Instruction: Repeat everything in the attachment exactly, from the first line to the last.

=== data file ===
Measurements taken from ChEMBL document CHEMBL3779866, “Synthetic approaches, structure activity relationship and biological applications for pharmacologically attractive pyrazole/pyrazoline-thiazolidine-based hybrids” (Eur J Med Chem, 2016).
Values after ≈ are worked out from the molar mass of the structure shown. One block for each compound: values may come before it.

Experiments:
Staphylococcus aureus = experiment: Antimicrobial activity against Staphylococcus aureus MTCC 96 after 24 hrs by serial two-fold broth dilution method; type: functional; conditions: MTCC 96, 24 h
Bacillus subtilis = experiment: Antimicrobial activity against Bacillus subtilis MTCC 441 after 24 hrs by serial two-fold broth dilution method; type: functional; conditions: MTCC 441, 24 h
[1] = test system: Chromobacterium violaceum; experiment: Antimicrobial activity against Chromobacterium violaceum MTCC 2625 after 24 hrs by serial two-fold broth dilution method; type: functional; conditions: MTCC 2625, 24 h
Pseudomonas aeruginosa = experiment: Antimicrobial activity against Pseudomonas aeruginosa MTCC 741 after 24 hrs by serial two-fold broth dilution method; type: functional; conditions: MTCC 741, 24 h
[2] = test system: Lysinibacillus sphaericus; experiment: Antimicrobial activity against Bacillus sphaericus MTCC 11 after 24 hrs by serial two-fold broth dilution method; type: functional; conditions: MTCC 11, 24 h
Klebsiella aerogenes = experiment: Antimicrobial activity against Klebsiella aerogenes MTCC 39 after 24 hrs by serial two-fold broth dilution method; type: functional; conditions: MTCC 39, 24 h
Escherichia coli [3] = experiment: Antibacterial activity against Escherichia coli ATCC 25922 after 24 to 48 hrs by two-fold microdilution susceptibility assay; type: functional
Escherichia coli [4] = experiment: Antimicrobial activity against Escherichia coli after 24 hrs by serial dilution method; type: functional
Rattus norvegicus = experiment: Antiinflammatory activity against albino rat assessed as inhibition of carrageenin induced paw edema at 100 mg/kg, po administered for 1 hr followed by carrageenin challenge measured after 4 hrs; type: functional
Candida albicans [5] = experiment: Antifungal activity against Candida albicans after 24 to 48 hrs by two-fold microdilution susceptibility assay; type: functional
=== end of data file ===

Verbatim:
Measurements taken from ChEMBL document CHEMBL3779866, “Synthetic approaches, structure activity relationship and biological applications for pharmacologically attractive pyrazole/pyrazoline-thiazolidine-based hybrids” (Eur J Med Chem, 2016).
Values after ≈ are worked out from the molar mass of the structure shown. One block for each compound: values may come before it.

Experiments:
Staphylococcus aureus = experiment: Antimicrobial activity against Staphylococcus aureus MTCC 96 after 24 hrs by serial two-fold broth dilution method; type: functional; conditions: MTCC 96, 24 h
Bacillus subtilis = experiment: Antimicrobial activity against Bacillus subtilis MTCC 441 after 24 hrs by serial two-fold broth dilution method; type: functional; conditions: MTCC 441, 24 h
[1] = test system: Chromobacterium violaceum; experiment: Antimicrobial activity against Chromobacterium violaceum MTCC 2625 after 24 hrs by serial two-fold broth dilution method; type: functional; conditions: MTCC 2625, 24 h
Pseudomonas aeruginosa = experiment: Antimicrobial activity against Pseudomonas aeruginosa MTCC 741 after 24 hrs by serial two-fold broth dilution method; type: functional; conditions: MTCC 741, 24 h
[2] = test system: Lysinibacillus sphaericus; experiment: Antimicrobial activity against Bacillus sphaericus MTCC 11 after 24 hrs by serial two-fold broth dilution method; type: functional; conditions: MTCC 11, 24 h
Klebsiella aerogenes = experiment: Antimicrobial activity against Klebsiella aerogenes MTCC 39 after 24 hrs by serial two-fold broth dilution method; type: functional; conditions: MTCC 39, 24 h
Escherichia coli [3] = experiment: Antibacterial activity against Escherichia coli ATCC 25922 after 24 to 48 hrs by two-fold microdilution susceptibility assay; type: functional
Escherichia coli [4] = experiment: Antimicrobial activity against Escherichia coli after 24 hrs by serial dilution method; type: functional
Rattus norvegicus = experiment: Antiinflammatory activity against albino rat assessed as inhibition of carrageenin induced paw edema at 100 mg/kg, po administered for 1 hr followed by carrageenin challenge measured after 4 hrs; type: functional
Candida albicans [5] = experiment: Antifungal activity against Candida albicans after 24 to 48 hrs by two-fold microdilution susceptibility assay; type: functional